to AOL's high speed success.
DSL is more
convenient, more affordable than cable modem.
year-end 1999, AOL will have 25 million subscribers -
million through DSL, bigger than cable modem
By yearend 2000, those numbers will be 50 million
and 5 million,
By that time
AOL would have split 3-4 more times and the
pre-split price of AOL will be around
That's my estimate!!!
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ATHM isp is for searching the net first and
contents 2nd. You can do many things such as chat on Yahoo
which is free. The internet itself has a lifetime of
content already including streaming videos and MP3's
which many AOL people cannot effeciently take advantage
of because the speed makes it virtually impossible.
If speed is no big deal AOL should not fight for
open access. Your post make virtually no sense at all.
I love the internet but I do not use AOL. Some love
AOL and can run AOL with ATHM. What is your main
- Cable Modems: Not So Fast?
WE EXPECTED some acrid email from America
Online (AOL) devotees when we ran a story last week
the Dulles dynamo might lose customers
to cable-modem-service providers such as At Home
(ATHM) and Road Runner, a
service owned by Time
Warner (TWX) and MediaOne (UMG). But we didn't expect
readers who use these cable modems
to be so
disdainful of the service they already get.
reader called it "spotty." Another used the word "lame."
Edmund Kwan wrote, "Many of my friends have At Home. I
was told At Home goes down about two to three times a
week, and each time for hours." A Colorado reader
Home is down about 50% of the time. The
only reason I use At Home is because I want my phone
line available [when I
use the Web]." So maybe AOL
has more time than we thought to cobble together a
strong broadband strategy.
For the short term,
even At Home bulls don t see the service trampling
AOL. Merrill Lynch analyst Henry Blodget, in
initiating At Home coverage with a Buy rating last week,
wrote that the stock should "trend higher as long as
continues to meet or exceed targets."
Merrill, which is advising At Home in its purchase of
Excite (XCIT), says the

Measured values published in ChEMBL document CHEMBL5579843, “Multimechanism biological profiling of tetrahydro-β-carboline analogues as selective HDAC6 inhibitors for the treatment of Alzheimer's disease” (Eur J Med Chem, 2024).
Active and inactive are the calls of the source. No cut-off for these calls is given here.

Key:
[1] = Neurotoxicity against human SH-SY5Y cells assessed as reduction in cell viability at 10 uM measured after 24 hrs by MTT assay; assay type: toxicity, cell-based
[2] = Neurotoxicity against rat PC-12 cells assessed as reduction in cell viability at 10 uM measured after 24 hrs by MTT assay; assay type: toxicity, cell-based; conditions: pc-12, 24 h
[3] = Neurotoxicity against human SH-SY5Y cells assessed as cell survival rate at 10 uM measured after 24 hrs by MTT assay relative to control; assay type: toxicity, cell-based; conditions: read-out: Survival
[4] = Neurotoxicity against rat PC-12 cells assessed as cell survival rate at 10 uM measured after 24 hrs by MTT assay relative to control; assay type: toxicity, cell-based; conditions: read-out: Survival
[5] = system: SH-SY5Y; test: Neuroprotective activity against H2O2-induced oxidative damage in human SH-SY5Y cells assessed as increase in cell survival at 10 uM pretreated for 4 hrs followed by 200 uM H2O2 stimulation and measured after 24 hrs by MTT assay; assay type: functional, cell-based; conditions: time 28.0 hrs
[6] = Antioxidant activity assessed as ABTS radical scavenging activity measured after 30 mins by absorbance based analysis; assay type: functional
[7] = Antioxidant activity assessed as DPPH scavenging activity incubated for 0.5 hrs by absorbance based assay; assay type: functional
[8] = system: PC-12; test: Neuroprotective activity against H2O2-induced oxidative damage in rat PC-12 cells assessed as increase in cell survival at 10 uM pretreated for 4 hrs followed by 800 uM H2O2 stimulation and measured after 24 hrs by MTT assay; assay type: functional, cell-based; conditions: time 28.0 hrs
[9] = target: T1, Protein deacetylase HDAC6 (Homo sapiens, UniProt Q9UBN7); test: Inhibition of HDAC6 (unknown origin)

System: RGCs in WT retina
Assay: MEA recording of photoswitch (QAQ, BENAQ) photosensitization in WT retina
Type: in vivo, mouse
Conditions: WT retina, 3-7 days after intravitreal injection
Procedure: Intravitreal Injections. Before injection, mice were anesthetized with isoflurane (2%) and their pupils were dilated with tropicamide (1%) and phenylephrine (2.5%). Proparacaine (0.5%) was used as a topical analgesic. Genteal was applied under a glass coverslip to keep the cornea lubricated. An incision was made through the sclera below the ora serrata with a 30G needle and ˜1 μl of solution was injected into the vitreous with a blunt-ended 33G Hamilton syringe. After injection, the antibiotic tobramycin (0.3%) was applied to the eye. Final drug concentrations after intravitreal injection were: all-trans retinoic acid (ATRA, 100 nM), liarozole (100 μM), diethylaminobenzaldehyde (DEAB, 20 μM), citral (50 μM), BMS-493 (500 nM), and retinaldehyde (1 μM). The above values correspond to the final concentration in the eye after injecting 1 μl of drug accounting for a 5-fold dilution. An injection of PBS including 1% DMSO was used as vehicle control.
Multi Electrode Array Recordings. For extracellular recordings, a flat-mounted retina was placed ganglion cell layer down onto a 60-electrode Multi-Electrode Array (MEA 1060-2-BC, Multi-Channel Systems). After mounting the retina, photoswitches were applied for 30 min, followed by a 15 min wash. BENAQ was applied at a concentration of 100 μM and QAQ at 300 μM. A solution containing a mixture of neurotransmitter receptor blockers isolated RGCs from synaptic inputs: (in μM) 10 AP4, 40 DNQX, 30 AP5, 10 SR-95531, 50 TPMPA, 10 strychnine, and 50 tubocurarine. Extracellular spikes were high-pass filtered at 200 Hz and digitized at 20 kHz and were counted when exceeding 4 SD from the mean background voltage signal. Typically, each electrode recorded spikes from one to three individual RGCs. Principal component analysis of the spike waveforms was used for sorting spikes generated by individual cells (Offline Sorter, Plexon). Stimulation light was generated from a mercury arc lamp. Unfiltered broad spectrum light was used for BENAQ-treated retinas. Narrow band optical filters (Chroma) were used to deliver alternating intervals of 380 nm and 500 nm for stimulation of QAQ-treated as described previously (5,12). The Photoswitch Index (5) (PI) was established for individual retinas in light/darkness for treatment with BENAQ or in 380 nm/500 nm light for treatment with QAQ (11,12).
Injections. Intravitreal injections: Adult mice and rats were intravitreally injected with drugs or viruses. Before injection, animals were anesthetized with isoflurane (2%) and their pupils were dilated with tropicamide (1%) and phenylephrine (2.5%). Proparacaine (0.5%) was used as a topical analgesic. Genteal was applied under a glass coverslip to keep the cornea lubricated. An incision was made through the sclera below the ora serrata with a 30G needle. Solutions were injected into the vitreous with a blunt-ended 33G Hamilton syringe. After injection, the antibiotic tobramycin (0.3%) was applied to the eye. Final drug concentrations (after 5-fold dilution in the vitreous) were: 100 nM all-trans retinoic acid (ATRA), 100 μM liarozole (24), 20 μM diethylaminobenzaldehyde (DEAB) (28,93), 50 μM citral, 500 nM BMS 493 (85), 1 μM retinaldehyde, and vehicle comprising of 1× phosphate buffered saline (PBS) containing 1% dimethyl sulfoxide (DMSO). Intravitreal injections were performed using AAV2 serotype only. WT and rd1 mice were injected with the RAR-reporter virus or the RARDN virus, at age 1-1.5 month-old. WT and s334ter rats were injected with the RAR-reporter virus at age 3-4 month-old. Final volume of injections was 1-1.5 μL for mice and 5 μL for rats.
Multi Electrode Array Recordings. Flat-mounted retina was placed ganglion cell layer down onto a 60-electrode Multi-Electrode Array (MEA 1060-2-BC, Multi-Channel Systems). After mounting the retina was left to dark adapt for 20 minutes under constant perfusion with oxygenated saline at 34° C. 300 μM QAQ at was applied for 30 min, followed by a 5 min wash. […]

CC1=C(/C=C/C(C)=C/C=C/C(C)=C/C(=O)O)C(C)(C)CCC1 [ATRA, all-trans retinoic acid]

company "could challenge
AOL" if that merger thrives. But since that s a big
"if," At Home first needs to upgrade its
and customer service. ....
Like you post as well. I guess my response for
now would have to be a wait and see. I have many
friends here in MA that work in the tech feild, most if
not all think DSL will be the future.98% of us
households are hitched to phone service while I believe its
58% are hitched to cable. Right off the bat numbers
are better. DSL is available over copper lines from a
company that is connected end to end. Cable lines are at
present are old an need major updating to be able to
handle the inet.they are brought to you via deverse
companies , mainly indipendent of each other and not all
interconnected. Cable lines are shared lines, DSL lines are not.
DSL line also cut down on the need for 2 phone lines
for many individuals, you can have voice and data
I believe that broadband is the way of the
future I just have different thoughts about how we, the
public, will be accessing it.
I may be wrong, may be
right. The only thing I can say for sure is, that AOL
will not be left behind. Do we really think that
anything that has been said on thsi board about broadband
has not been talked about in greater detail, adn by
more sophisticated individuals then us.
good weekend all.
Mr. Case is truly an innovator, and a man of
vision. The new ideas that they are bringing to market
are remarkable, and will undoubtedly affect the way
we access the internet in the future. As you know,
perception of a companies future prospects plays a key role
in its current price. AOL's stock price, more than
any other company, is news driven (at least between
earnings reports). AOL's current price has taken all the
latest announcements into account, and will only be bid
higher by a strong earnings showing this Tuesday. If
they beat the whisper, AOL will explode. If
As for the long term, I as a long term investor with
a considerable stake in AOL have to be convinced
that the broadband
"problem" will not hamper AOL's
ability to sustain its growth. I am not convinced that
AOL has a strong broadband strategy, or if they do,
it has not been articulated to me in a way that
convinces me that they've "tackled" the issue. The INSTANT
that investors perceive AOL's growth is slowing, the
price will be cut in half. In other words, AOL is
priced for perfection. How the internet is accessed may
not be a major issue this year or next, but in the
next 3-5 years, broadband could be AOL's achille's
Earnings/profits drive a stock price, not news
AOL will continue to go up and split and
go up and split as long as it keeps turnin a good
profit. These news releases will only have temporary
effect, doesnt concern me, as long as they keep beatin
the numbers !
LONG ON AOL